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Program schema defines a class of programs, all of which have identical statement structure, but whose functions and predicates may differ. A schema thus defines an entire class of programs according to how its symbols are interpreted. Two schemas are strongly equivalent if they always define the same function from initial states to final states for every interpretation. A subschema of a schema is obtained from a schema by deleting some of its statements. A schema S is liberal if there exists an initial state in the Herbrand domain such that the same term is not generated more than once along any executable path through S . In this paper, we introduce near-liberal schemas, in which this non-repeating condition applies only to terms not having the form g() for a constant function symbol g . Given a schema S that is linear (no function or predicate symbol occurs more than once in S ) and a variable v , we compute a set of function and predicate symbols in S which is a subset of those defined by Weiser’s slicing algorithm and prove that if for every while predicate q in S and every constant assignment w≔g(); lying in the body of q, no other assignment to w also lies in the body of q, our smaller symbol set defines a correct subschema of S with respect to the final value of v after execution. We also prove that if S is also free (every path through S is executable) and near-liberal, it is decidable which of its subschemas are strongly equivalent to S. For the class of pairs of schemas in which one schema is a subschema of the other, this generalises a recent result in which S was required to be linear, free and liberal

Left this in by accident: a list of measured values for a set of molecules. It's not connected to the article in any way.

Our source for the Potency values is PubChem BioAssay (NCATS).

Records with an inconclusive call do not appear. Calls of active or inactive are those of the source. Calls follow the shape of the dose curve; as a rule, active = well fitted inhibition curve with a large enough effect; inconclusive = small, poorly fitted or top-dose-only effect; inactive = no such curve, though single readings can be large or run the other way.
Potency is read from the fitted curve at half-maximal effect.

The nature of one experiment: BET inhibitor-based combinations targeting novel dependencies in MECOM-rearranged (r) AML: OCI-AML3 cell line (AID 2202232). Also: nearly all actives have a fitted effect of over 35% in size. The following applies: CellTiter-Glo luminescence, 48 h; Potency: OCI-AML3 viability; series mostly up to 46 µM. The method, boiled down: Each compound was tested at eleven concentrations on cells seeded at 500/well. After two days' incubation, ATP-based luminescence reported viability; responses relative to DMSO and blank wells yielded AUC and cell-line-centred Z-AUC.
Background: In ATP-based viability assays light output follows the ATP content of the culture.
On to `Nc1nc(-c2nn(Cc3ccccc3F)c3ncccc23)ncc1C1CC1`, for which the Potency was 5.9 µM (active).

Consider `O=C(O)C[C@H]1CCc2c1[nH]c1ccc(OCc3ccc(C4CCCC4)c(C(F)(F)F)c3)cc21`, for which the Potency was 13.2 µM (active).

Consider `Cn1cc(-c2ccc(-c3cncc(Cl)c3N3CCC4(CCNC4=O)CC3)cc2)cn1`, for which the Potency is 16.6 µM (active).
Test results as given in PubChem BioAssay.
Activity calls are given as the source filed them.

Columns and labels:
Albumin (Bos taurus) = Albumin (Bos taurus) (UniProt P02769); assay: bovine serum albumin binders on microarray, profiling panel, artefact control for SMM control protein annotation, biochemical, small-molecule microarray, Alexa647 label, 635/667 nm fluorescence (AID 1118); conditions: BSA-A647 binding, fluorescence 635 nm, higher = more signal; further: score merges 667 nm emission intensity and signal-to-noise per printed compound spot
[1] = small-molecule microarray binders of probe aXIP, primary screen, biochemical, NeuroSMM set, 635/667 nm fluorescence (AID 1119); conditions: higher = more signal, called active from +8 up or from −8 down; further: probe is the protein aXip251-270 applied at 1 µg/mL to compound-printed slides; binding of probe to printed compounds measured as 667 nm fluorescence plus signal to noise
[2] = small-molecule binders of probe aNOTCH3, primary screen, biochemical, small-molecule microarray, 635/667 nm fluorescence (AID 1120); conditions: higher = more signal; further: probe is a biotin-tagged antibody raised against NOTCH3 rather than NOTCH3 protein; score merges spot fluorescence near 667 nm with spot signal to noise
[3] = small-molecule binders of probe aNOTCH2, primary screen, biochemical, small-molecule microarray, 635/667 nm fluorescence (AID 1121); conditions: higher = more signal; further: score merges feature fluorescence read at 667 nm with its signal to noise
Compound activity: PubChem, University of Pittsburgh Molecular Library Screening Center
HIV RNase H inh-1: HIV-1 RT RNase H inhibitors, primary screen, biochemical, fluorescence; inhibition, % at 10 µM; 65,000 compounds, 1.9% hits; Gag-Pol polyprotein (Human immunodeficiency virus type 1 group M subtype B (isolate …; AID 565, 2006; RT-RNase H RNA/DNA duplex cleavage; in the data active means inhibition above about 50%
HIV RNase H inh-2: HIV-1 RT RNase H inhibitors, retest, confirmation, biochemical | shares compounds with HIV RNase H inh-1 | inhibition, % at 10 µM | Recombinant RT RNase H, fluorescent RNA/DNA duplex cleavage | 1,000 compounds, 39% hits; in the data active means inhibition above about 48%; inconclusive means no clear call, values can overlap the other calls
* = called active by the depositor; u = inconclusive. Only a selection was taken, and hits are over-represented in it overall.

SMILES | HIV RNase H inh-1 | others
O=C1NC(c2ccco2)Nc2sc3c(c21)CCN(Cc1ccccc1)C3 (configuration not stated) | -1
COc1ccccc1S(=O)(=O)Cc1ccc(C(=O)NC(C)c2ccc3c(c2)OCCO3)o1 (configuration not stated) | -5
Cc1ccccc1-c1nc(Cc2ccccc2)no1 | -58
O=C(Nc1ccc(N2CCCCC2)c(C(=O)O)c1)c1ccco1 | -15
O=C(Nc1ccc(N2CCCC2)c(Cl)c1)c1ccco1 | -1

Year: 2011

OAI identifier:
oai:eprints.gold.ac.uk:6649

Provided by:
Goldsmiths Research Online

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